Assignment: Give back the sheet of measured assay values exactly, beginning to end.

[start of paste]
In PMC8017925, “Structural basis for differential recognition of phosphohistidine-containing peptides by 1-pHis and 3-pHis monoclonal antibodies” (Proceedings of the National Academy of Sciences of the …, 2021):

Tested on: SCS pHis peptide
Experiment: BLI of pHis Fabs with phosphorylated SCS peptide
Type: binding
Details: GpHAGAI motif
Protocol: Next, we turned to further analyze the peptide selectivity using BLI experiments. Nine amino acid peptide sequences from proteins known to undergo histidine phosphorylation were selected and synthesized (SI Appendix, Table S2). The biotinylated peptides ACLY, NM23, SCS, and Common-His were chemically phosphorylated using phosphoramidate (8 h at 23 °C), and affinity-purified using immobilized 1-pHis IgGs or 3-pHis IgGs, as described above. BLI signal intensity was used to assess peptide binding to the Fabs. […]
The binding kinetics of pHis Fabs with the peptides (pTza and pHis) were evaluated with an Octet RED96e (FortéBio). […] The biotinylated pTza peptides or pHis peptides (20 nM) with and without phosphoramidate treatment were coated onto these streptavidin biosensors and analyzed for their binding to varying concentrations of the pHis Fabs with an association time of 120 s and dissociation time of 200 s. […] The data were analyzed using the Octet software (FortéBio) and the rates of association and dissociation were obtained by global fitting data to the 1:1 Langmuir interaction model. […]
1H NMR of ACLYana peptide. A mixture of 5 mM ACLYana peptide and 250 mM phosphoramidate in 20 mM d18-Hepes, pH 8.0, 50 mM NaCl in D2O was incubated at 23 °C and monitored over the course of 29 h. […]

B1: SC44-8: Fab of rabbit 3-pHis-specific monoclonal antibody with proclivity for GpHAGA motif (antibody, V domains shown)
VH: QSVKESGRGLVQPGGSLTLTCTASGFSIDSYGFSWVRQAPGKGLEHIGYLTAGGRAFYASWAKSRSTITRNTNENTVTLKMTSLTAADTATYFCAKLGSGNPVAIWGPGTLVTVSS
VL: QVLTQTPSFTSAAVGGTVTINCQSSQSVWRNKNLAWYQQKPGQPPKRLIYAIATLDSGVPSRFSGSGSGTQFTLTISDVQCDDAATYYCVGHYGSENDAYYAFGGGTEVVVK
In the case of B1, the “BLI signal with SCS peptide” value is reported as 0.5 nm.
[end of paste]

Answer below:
In PMC8017925, “Structural basis for differential recognition of phosphohistidine-containing peptides by 1-pHis and 3-pHis monoclonal antibodies” (Proceedings of the National Academy of Sciences of the …, 2021):

Tested on: SCS pHis peptide
Experiment: BLI of pHis Fabs with phosphorylated SCS peptide
Type: binding
Details: GpHAGAI motif
Protocol: Next, we turned to further analyze the peptide selectivity using BLI experiments. Nine amino acid peptide sequences from proteins known to undergo histidine phosphorylation were selected and synthesized (SI Appendix, Table S2). The biotinylated peptides ACLY, NM23, SCS, and Common-His were chemically phosphorylated using phosphoramidate (8 h at 23 °C), and affinity-purified using immobilized 1-pHis IgGs or 3-pHis IgGs, as described above. BLI signal intensity was used to assess peptide binding to the Fabs. […]
The binding kinetics of pHis Fabs with the peptides (pTza and pHis) were evaluated with an Octet RED96e (FortéBio). […] The biotinylated pTza peptides or pHis peptides (20 nM) with and without phosphoramidate treatment were coated onto these streptavidin biosensors and analyzed for their binding to varying concentrations of the pHis Fabs with an association time of 120 s and dissociation time of 200 s. […] The data were analyzed using the Octet software (FortéBio) and the rates of association and dissociation were obtained by global fitting data to the 1:1 Langmuir interaction model. […]
1H NMR of ACLYana peptide. A mixture of 5 mM ACLYana peptide and 250 mM phosphoramidate in 20 mM d18-Hepes, pH 8.0, 50 mM NaCl in D2O was incubated at 23 °C and monitored over the course of 29 h. […]

B1: SC44-8: Fab of rabbit 3-pHis-specific monoclonal antibody with proclivity for GpHAGA motif (antibody, V domains shown)
VH: QSVKESGRGLVQPGGSLTLTCTASGFSIDSYGFSWVRQAPGKGLEHIGYLTAGGRAFYASWAKSRSTITRNTNENTVTLKMTSLTAADTATYFCAKLGSGNPVAIWGPGTLVTVSS
VL: QVLTQTPSFTSAAVGGTVTINCQSSQSVWRNKNLAWYQQKPGQPPKRLIYAIATLDSGVPSRFSGSGSGTQFTLTISDVQCDDAATYYCVGHYGSENDAYYAFGGGTEVVVK
In the case of B1, the “BLI signal with SCS peptide” value is reported as 0.5 nm.